Initially, Metro-Goldwyn-Mayer expressed interest in distributing the film, but ultimately backed out, after which Film Ventures International bought it for distribution.[33] The House on Sorority Row was given a limited theatrical release on November 19, 1982[34][35] in the United States, opening in Albuquerque, New Mexico and Las Vegas, Nevada.[36] The theatrical release expanded to major cities such as Los Angeles on January 21, 1983.[35]

Box office[edit]

During its wide release opening weekend in January 1983, the film earned $617,661 showing on 153 screens, ranking a low number 15 at the box office. However, the film jumped to number 1 and grossed nearly $10 million in its second weekend.[2] Its ultimate gross totaled $10,604,986. The film was released in the United Kingdom in December 1983 under the title House of Evil.[37]

Critical response[edit]

During a 1982 theatrical run of the film, critic Anthony DellaFlora of the Albuquerque Journal wrote of the film: "[Horror films] are supposed to put you in a state of unmitigated terror. This one does neither. The House on Sorority Row may have brought new meaning to the term "Greek tragedy", but it certainly didn't scare anyone. Mark Rosman, who produced, directed and wrote the alleged thriller must take most of the blame for this".[38] Lou Cedrone of The Baltimore Sun felt that there were "no surprises" or mystery in the film, adding that "the movie, bad as it is, is great fun if you are part of an audience that talks back to it".[39] Stephen Hunter, also of the Baltimore Sun, felt the film was similarly predictable, but noted that "technically, the strongest element in the production is the photography, which is keen-edged, brightly colored and evocative", comparing it to the film of Rainer Werner Fassbinder.[40]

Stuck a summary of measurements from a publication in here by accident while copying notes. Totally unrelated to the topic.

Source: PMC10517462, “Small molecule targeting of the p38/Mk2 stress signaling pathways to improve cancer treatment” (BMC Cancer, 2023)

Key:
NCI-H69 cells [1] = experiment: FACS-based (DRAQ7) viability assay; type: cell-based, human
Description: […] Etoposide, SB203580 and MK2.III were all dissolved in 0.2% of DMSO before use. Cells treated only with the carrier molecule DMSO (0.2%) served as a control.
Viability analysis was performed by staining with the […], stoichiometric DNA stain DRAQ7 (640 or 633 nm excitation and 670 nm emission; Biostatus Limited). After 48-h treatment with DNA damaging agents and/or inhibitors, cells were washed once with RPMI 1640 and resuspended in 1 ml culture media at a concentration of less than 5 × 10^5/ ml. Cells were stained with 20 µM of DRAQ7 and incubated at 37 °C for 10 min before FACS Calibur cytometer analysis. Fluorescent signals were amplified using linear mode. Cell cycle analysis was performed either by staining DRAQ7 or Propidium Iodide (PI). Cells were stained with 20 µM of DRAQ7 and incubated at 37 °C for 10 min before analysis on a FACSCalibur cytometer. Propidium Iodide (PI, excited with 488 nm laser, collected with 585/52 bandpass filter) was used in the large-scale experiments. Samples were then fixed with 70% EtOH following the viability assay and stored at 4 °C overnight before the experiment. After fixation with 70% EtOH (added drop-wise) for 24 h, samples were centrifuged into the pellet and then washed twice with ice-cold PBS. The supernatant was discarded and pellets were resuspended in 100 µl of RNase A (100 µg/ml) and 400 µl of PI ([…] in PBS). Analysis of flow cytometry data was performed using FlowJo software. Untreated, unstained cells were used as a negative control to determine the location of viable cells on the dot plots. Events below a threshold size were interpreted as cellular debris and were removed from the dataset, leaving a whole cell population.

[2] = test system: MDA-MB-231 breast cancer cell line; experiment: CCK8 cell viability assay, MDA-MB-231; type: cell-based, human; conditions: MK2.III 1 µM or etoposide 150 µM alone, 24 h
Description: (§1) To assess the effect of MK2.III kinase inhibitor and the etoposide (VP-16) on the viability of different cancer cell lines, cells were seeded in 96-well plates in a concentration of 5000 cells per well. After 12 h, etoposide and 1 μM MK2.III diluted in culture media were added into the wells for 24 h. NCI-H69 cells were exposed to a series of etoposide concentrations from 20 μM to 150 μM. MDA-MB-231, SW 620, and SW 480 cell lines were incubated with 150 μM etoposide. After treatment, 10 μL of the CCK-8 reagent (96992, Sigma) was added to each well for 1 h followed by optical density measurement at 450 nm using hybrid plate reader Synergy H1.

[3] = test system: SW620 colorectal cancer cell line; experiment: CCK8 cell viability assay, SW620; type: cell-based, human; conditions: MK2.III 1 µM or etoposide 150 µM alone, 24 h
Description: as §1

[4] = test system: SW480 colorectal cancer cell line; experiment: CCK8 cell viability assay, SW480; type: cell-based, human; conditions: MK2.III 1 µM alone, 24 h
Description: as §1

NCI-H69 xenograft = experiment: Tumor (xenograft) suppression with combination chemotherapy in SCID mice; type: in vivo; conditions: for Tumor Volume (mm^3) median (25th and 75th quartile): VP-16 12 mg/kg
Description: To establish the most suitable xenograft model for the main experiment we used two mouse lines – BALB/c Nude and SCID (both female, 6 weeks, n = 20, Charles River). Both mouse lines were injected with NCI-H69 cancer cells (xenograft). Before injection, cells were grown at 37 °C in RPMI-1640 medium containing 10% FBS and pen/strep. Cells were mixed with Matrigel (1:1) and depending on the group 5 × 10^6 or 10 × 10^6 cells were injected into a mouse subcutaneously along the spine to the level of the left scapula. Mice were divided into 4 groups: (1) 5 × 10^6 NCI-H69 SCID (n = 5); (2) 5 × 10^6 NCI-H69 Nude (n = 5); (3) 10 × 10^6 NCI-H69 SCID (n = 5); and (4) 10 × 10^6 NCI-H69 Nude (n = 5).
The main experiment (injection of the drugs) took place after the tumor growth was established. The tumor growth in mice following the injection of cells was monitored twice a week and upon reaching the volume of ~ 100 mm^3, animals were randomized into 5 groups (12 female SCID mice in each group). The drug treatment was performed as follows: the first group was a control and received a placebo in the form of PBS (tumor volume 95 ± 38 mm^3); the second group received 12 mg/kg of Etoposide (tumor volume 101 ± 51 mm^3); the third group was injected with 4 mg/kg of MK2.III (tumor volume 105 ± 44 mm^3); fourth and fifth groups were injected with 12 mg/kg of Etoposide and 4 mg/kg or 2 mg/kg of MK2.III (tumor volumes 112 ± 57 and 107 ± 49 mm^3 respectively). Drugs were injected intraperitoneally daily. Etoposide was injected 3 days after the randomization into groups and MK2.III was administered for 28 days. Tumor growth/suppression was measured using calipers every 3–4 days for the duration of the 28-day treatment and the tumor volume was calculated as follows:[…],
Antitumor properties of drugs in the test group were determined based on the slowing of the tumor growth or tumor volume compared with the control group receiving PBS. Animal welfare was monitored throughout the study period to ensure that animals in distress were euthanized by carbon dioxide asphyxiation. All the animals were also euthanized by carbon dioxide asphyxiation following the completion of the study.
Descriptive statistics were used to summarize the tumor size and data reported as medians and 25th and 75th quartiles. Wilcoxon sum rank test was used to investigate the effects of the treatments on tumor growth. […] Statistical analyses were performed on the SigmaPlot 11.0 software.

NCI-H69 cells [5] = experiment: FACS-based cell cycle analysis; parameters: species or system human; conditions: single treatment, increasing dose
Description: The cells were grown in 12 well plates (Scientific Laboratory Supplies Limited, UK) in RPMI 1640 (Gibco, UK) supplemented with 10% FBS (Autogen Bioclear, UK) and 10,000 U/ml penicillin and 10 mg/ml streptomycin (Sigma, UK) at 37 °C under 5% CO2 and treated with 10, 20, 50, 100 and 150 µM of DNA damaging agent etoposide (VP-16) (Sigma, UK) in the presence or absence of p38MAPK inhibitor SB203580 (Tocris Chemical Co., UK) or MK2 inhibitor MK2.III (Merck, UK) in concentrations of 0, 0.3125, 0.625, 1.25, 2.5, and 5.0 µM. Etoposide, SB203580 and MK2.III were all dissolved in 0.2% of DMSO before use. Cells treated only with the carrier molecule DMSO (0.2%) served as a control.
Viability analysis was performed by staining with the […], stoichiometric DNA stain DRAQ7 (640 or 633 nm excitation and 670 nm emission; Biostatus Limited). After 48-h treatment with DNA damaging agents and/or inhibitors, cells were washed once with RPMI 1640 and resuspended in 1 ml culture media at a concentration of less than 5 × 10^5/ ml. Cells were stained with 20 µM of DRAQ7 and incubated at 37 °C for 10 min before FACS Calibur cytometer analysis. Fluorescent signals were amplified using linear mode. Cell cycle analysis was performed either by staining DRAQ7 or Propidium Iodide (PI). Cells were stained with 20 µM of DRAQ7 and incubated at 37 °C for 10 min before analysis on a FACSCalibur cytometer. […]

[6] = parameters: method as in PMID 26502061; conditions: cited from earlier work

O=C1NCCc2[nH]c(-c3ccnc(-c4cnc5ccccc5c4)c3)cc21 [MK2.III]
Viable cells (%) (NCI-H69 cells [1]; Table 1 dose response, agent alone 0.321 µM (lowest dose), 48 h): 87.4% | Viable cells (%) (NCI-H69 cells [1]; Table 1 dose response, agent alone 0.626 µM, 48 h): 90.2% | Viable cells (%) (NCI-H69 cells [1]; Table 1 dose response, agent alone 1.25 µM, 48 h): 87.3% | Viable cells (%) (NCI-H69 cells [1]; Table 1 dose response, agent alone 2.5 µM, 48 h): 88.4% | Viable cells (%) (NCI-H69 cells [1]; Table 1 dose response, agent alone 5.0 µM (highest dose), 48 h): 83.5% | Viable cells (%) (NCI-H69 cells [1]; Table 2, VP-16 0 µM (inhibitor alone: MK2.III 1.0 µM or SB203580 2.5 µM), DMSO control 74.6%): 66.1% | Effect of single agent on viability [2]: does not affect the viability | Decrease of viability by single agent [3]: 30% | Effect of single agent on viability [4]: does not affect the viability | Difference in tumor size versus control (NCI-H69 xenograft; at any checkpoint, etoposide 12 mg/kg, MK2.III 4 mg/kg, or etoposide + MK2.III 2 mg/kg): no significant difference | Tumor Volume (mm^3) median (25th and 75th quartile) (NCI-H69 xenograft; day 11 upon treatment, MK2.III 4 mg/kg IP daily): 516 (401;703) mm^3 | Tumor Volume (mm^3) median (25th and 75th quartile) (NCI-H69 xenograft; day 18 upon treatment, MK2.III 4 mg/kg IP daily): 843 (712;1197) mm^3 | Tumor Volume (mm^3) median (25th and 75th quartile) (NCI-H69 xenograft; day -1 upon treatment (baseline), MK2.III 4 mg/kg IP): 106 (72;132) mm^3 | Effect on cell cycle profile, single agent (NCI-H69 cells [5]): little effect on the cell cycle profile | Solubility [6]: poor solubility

Film scholar Adam Rockoff notes that the film was frequently compared to the films of Brian De Palma upon release, as Rosman had previously worked as an assistant for De Palma.[41] Frank Hagen, published in the Standard-Speaker, favorably compared the film to the works of De Palma and Alfred Hitchcock, adding that it is "cuts above the routine rip-and-slash fare... Rosman knows how to maintain suspense and deliver a shock or two".[42] Kevin Thomas of the Los Angeles Times praised the film as a "skillfully made horror picture that builds suspense and terror in which obligatory gore is presented with surprising restraint", ultimately deeming it a "promising debut from writer-director Rosman".[43] The Daily Press's Henry Edgar echoed this sentiment, writing that the film favors suspense over gore, noting it as a "quality" thriller, and praising the performances of McNeil and Davidson, describing them as "credible" and "cunning, and realistic", respectively.[44]